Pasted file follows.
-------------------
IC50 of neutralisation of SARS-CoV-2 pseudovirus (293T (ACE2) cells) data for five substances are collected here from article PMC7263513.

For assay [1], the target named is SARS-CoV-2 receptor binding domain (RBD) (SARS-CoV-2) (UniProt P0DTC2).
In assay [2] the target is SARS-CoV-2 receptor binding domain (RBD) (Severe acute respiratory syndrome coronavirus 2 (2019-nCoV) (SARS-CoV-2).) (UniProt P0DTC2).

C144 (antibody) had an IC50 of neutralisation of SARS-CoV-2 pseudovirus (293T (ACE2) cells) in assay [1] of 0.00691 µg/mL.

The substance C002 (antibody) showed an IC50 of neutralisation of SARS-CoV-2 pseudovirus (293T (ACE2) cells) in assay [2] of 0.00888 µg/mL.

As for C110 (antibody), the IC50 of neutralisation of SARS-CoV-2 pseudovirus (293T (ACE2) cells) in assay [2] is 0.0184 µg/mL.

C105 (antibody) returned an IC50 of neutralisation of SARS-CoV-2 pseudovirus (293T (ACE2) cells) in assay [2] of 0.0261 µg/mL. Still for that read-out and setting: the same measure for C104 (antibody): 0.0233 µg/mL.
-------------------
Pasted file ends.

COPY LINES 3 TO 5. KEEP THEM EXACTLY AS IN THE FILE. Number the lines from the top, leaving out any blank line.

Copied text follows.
In assay [2] the target is SARS-CoV-2 receptor binding domain (RBD) (Severe acute respiratory syndrome coronavirus 2 (2019-nCoV) (SARS-CoV-2).) (UniProt P0DTC2).

C144 (antibody) had an IC50 of neutralisation of SARS-CoV-2 pseudovirus (293T (ACE2) cells) in assay [1] of 0.00691 µg/mL.

The substance C002 (antibody) showed an IC50 of neutralisation of SARS-CoV-2 pseudovirus (293T (ACE2) cells) in assay [2] of 0.00888 µg/mL.